As such, nurses need to put in place different reminder systems, as well as the implementation of infection control programs in order to be in the best position to decrease effectively all forms of catheter-associated UTIs (Elphern, 2009). This is despite the challenging aspect of their introduction into the treatment program or the patient care plan. Therefore, in order to achieve all this, the nurses have to rely on the Nursing Process Discipline Theory as suggested by Orlando in order to undertake their respective duties effectively.
Orlando’s Nursing Process Discipline Theory states that the role of a nurse is o find out the immediate needs of a patient and help him or her. For instance, the presenting behavior of the patient can be a cry for help. Nevertheless, the assistance that a patient needs might not necessarily be what he exactly wants or desires. As such, this requires nurses to make use of their personal perceptions, their thoughts about these perceptions, as well as their feelings possibly engendered from their thoughts in an exploration of the meaning of each patient’s behavior. This will inevitably assist the nurse to discern the nature of distress of a given patient, thereby being in a better position to provide the patient with the much-needed assistance.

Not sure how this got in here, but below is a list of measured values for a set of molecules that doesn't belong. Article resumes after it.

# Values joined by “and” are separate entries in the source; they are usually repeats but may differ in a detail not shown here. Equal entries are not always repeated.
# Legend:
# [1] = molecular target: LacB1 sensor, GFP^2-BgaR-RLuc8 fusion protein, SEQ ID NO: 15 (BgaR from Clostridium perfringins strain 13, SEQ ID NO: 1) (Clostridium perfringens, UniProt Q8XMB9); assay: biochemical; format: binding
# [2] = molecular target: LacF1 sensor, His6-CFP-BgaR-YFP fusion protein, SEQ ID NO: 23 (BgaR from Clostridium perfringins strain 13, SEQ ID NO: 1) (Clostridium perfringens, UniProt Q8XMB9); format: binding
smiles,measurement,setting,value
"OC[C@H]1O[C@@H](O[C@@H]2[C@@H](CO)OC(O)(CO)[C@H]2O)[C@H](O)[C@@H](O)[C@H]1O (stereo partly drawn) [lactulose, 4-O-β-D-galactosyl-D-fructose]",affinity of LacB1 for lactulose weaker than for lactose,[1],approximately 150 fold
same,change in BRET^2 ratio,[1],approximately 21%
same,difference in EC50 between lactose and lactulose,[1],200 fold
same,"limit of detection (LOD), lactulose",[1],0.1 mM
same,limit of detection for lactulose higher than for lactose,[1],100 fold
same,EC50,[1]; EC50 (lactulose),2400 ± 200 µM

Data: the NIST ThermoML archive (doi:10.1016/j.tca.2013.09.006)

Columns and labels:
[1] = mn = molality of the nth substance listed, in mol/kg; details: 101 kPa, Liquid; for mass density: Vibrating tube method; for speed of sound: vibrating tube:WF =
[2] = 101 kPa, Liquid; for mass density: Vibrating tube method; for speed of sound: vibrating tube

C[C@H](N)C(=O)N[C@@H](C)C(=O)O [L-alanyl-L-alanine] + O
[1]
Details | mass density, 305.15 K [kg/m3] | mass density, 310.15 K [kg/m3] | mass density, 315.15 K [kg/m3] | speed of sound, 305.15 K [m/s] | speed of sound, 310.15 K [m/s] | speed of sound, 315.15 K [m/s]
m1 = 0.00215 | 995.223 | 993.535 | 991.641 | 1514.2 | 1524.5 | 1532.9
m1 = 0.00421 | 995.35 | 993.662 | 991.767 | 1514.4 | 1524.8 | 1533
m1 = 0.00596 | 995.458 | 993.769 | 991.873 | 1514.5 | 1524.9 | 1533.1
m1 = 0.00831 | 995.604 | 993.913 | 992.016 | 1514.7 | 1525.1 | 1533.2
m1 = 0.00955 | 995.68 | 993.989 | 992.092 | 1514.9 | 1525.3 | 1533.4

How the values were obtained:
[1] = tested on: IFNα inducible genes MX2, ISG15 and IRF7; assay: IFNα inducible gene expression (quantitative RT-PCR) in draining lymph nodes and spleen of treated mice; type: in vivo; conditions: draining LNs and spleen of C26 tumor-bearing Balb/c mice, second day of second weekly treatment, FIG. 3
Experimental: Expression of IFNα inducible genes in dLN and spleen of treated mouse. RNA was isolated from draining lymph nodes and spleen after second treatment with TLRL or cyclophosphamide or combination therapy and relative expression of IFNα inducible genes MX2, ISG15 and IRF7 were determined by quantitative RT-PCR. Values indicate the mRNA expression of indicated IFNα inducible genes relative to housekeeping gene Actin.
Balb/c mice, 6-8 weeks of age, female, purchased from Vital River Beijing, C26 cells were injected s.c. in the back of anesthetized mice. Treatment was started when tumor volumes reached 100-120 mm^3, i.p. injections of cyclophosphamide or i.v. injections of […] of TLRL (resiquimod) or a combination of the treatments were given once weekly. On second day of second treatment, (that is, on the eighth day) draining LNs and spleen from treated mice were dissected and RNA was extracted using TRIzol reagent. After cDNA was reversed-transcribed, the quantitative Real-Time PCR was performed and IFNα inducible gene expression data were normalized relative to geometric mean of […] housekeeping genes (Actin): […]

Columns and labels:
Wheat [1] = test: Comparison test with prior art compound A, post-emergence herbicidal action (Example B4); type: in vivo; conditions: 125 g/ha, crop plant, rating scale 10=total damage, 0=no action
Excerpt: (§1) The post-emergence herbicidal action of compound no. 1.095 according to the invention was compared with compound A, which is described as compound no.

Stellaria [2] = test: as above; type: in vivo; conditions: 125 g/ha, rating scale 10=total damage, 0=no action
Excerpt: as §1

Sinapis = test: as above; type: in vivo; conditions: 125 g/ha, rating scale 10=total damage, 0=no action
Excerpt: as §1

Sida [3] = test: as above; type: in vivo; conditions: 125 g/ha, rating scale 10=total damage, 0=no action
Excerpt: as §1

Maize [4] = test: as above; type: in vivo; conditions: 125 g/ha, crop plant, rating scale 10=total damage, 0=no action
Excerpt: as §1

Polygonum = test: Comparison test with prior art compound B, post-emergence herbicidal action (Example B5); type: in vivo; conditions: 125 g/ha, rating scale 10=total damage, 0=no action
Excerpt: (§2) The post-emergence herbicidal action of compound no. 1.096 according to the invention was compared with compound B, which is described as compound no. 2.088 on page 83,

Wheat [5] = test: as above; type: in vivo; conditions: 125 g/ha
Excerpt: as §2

According to Elphern (2009), this theory applies to the prevention and management of Catheter-Associated UTIs because it enables nurses to act professionally at all times. This is because they have to prevent an infection from occurring, and as such, have to study the patient at all times and be there at their times of need. The best way to prevent such infections is to avoid any unnecessary catheterization, or removing catheters as soon as possible. Since nurses are well aware of this procedure, they will advise patients appropriately for them to avoid catheterization where possible.